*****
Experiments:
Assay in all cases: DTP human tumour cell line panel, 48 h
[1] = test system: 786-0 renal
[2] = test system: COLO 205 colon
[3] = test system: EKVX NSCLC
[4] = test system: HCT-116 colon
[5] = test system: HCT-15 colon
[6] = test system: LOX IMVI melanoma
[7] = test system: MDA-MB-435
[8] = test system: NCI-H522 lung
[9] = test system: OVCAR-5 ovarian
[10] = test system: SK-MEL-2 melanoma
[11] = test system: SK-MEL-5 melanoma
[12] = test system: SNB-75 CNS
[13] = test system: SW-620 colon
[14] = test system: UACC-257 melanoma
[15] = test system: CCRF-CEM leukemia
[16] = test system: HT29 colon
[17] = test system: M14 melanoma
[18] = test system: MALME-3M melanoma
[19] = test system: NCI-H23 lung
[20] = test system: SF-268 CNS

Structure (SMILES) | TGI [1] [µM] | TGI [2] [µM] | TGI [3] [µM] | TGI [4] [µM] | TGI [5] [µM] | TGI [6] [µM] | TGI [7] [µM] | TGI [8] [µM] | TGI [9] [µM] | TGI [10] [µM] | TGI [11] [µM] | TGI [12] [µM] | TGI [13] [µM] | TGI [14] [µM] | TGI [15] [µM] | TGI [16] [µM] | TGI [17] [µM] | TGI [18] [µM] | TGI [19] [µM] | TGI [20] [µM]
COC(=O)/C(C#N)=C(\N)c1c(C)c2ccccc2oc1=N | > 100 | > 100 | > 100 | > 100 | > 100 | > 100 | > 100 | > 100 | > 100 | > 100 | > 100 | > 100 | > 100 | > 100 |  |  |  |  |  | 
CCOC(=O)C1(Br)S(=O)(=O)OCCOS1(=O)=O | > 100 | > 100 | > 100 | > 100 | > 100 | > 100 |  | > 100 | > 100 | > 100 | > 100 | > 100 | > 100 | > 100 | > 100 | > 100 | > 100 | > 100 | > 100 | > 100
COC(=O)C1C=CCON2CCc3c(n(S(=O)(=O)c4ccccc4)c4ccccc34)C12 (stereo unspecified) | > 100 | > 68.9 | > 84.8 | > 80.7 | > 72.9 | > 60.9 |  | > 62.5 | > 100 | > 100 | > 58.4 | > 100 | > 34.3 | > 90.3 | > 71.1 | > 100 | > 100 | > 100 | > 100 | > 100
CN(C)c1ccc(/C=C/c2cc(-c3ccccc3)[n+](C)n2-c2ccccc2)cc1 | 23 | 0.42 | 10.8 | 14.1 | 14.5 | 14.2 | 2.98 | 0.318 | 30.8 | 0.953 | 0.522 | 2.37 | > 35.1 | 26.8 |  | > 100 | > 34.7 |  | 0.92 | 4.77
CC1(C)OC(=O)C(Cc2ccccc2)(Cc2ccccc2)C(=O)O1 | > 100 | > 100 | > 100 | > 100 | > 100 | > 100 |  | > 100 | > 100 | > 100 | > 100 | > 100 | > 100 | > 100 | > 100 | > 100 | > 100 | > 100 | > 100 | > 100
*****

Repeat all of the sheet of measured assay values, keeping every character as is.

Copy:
Experiments:
Assay in all cases: DTP human tumour cell line panel, 48 h
[1] = test system: 786-0 renal
[2] = test system: COLO 205 colon
[3] = test system: EKVX NSCLC
[4] = test system: HCT-116 colon
[5] = test system: HCT-15 colon
[6] = test system: LOX IMVI melanoma
[7] = test system: MDA-MB-435
[8] = test system: NCI-H522 lung
[9] = test system: OVCAR-5 ovarian
[10] = test system: SK-MEL-2 melanoma
[11] = test system: SK-MEL-5 melanoma
[12] = test system: SNB-75 CNS
[13] = test system: SW-620 colon
[14] = test system: UACC-257 melanoma
[15] = test system: CCRF-CEM leukemia
[16] = test system: HT29 colon
[17] = test system: M14 melanoma
[18] = test system: MALME-3M melanoma
[19] = test system: NCI-H23 lung
[20] = test system: SF-268 CNS

Structure (SMILES) | TGI [1] [µM] | TGI [2] [µM] | TGI [3] [µM] | TGI [4] [µM] | TGI [5] [µM] | TGI [6] [µM] | TGI [7] [µM] | TGI [8] [µM] | TGI [9] [µM] | TGI [10] [µM] | TGI [11] [µM] | TGI [12] [µM] | TGI [13] [µM] | TGI [14] [µM] | TGI [15] [µM] | TGI [16] [µM] | TGI [17] [µM] | TGI [18] [µM] | TGI [19] [µM] | TGI [20] [µM]
COC(=O)/C(C#N)=C(\N)c1c(C)c2ccccc2oc1=N | > 100 | > 100 | > 100 | > 100 | > 100 | > 100 | > 100 | > 100 | > 100 | > 100 | > 100 | > 100 | > 100 | > 100 |  |  |  |  |  | 
CCOC(=O)C1(Br)S(=O)(=O)OCCOS1(=O)=O | > 100 | > 100 | > 100 | > 100 | > 100 | > 100 |  | > 100 | > 100 | > 100 | > 100 | > 100 | > 100 | > 100 | > 100 | > 100 | > 100 | > 100 | > 100 | > 100
COC(=O)C1C=CCON2CCc3c(n(S(=O)(=O)c4ccccc4)c4ccccc34)C12 (stereo unspecified) | > 100 | > 68.9 | > 84.8 | > 80.7 | > 72.9 | > 60.9 |  | > 62.5 | > 100 | > 100 | > 58.4 | > 100 | > 34.3 | > 90.3 | > 71.1 | > 100 | > 100 | > 100 | > 100 | > 100
CN(C)c1ccc(/C=C/c2cc(-c3ccccc3)[n+](C)n2-c2ccccc2)cc1 | 23 | 0.42 | 10.8 | 14.1 | 14.5 | 14.2 | 2.98 | 0.318 | 30.8 | 0.953 | 0.522 | 2.37 | > 35.1 | 26.8 |  | > 100 | > 34.7 |  | 0.92 | 4.77
CC1(C)OC(=O)C(Cc2ccccc2)(Cc2ccccc2)C(=O)O1 | > 100 | > 100 | > 100 | > 100 | > 100 | > 100 |  | > 100 | > 100 | > 100 | > 100 | > 100 | > 100 | > 100 | > 100 | > 100 | > 100 | > 100 | > 100 | > 100